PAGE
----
Salient. An Organ of Student Opinion at Victoria College, Wellington, N.Z. Vol. 4, No. 10. September 18, 1941
The Rugby 1st XV finished a good season well when they followed up their victory over Auckland by beating Canterbury 9—3 at Christchurch last Saturday. The forwards put in good work on a wet ground, and victory was finally forced by two tries in the last five minutes.
We trust that the Tennis Club, which has its opening day on Saturday, 20th September, will have an equally successful season. A Yankee Mixed Doubles Tournament will be played at 1 p.m. and everyone, Tyro and Blue, is expected to enter. Entrance fee is 1/- and afternoon tea will be provided.
Stories of the Chateau Reunion last Saturday night, remind us of the successful ski-ing trip to Tongariro National Park which was ran by the Tramping Club. A party is now being organised for a Xmas trip to the Godley Glacier, which is immediately north of the Mt. Cook district. The peaks of the Godley system afford all classes of alpine work, including ski-mountaineering. Mt. D'Archiac is reputed to be a more difficult climb than Cook, but there are also many intersting [sic] peaks well within the capabilities of any athletic person. Pack-horses will take all the heavy gear up to the glacier. The total cost of a thrilling trip to the heart of the Southern Alps will be about £7/-/-. The leaders will be Robin Oliver and Jim Witton-Hannah.
We print an account of the N.X.U. Harrier Championships, in which Frank O'Flynn, of Victoria, won the individual title. O'Flynn gained the fastest time in the Endeavour Cup Race last Saturday, and with the results of the Sherwood Cup and the Club races, this wins him the Club Championship for 1941. I. D. Morton is runner-up. The Endeavour Cup Race is a sealed handicap, and F. T. O'Kane was winner, and T. Sewell second. P. B. De La Mare, who led over the Tinakori Hill gained second fastest time (50:51 min).
Record rainfall put the Silver-stream course in terrible condition for the Dixon Triphy [sic] event on August 23rd. A. G. Kofoed, crack Auckland representative and twice winner of the individual title, and Ted Dorman of Victoria were unfortunately unable to start. Frank O'Flynn took the lead from the jump, and Canterbury and Victoria runners dominated the early stages of this 6½ mile race, but off the road Otago moved to the front, with Arthur Coombes challenging O'Flynn for first place. O'Flynn gained a good lead over the heavy country near the end of the first lap, and was able to win by 39 seconds in 41min. 4sec., very fast time for such a heavy course. Dick Daniell and Peter de la Mare finished the first lap close together, running 9th and 10th, with Gif. Rowberry 11th. Coming round the back of the course Rowberry moved up, and the three Victoria men passed two Canterbury runners to finish 7th, 8th and 9th. Ian Morton made a desperate attempt to pass Marshall (Otago), but failed in a thrilling finish, thus giving Otago the Dixon Trophy by one point in the closest contest since the inception of the race.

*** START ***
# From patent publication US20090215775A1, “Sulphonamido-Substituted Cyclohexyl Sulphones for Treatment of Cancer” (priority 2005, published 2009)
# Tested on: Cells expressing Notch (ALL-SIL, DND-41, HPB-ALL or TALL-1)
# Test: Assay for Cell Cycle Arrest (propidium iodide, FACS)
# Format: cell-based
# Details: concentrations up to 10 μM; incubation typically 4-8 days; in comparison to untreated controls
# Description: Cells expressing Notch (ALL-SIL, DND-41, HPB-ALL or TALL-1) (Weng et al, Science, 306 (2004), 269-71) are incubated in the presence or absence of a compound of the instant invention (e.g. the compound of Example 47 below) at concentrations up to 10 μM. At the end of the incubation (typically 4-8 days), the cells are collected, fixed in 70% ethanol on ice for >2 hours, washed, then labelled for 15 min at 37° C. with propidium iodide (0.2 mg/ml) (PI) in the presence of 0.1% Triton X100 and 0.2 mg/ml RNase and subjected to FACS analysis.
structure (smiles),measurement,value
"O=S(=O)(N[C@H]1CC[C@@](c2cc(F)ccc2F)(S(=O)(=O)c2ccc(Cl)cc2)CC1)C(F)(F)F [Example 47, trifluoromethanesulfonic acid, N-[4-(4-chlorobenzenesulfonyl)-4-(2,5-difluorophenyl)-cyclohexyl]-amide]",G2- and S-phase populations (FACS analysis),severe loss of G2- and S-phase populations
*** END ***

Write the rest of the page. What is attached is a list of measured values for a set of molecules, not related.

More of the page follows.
With the drain on labour available for seasonal work caused by the war, the employment of students in the long vacation has become sufficiently important to warrant an attempt at organisation. Last year the position regarding supply of labour for seasonal work was acute, and with every change of its being worse this year, the labour division of the department of manpower has approached N.Z.U.S.A. for co-operation in making an enquiry into available student labour. It is hoped that if there are sufficient students free and willing to do seasonal work over the vacation, some organisation might be undertaken in getting such students into jobs.
Otago University made preliminary investigations and the possibilities of the scheme were discussed with the Otago branch of the National Council of Primary Producers. The outcome is a questionnaire which students will be asked to fill in shortly to investigate the numbers available and the employment desired. Following on this it is hoped that a register of country and city work of different kinds might be made for the use of students so that they can find the job they want where they want it.
This scheme will provide an opportunity for all students to earn some good money in the vacation. At the same time we will be doing a valuable job of work. It is important that the country's primary produce should be made available for export as soon as posible. The seasonal nature of much of the work to be done in achieving this creates a serious embarrassment in the labour market during the few months of the summer. Now, with so many of our seasonal workers doing an even more important job elsewhere, all students who give a hand for a few weeks during the vacation will be doing a national service. Think about it then and if you can handle a bale-hook or drive a hay rake be in to help the country and earn some money.
- A. V. O'Brien, Club Captain.
- N. N. Y. Olson, Secretary.
- H. D. Bray, Treasurer.
The subscription this year will be 1/6 per Saturday. This means that if for part of the season you will be in Camp, or for some other reason cannot play, then you will not be losing anything, as you will be asked to pay only for those days on which you actually played.